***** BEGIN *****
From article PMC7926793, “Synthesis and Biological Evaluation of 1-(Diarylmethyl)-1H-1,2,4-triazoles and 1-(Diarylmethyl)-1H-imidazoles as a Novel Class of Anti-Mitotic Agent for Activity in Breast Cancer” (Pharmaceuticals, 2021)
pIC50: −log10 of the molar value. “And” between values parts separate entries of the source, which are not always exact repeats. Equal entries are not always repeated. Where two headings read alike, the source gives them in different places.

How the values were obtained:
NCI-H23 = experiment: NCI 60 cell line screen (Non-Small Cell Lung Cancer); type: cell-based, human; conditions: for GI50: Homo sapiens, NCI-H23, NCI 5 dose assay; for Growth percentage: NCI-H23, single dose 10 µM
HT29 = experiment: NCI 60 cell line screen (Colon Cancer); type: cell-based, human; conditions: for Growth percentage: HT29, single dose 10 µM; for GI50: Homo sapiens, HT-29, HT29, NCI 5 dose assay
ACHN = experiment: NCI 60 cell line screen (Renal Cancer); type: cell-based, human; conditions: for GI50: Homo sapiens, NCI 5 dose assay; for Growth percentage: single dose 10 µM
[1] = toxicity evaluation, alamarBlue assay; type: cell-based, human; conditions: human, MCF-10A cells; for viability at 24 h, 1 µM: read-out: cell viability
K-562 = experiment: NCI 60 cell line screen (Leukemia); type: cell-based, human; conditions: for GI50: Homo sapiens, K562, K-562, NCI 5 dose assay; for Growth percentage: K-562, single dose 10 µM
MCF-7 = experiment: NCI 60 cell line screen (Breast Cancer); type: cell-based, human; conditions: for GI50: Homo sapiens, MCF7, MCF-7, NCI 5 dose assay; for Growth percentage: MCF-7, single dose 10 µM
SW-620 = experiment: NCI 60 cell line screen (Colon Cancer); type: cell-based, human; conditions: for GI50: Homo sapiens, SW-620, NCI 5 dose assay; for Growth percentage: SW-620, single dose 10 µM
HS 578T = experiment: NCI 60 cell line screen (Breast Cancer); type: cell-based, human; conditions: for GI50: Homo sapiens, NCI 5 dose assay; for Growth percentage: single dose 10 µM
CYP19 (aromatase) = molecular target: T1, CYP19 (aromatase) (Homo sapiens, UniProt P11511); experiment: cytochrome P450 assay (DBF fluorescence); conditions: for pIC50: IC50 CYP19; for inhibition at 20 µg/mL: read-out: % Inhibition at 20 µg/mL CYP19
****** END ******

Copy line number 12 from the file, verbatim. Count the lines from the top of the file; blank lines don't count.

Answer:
CYP19 (aromatase) = molecular target: T1, CYP19 (aromatase) (Homo sapiens, UniProt P11511); experiment: cytochrome P450 assay (DBF fluorescence); conditions: for pIC50: IC50 CYP19; for inhibition at 20 µg/mL: read-out: % Inhibition at 20 µg/mL CYP19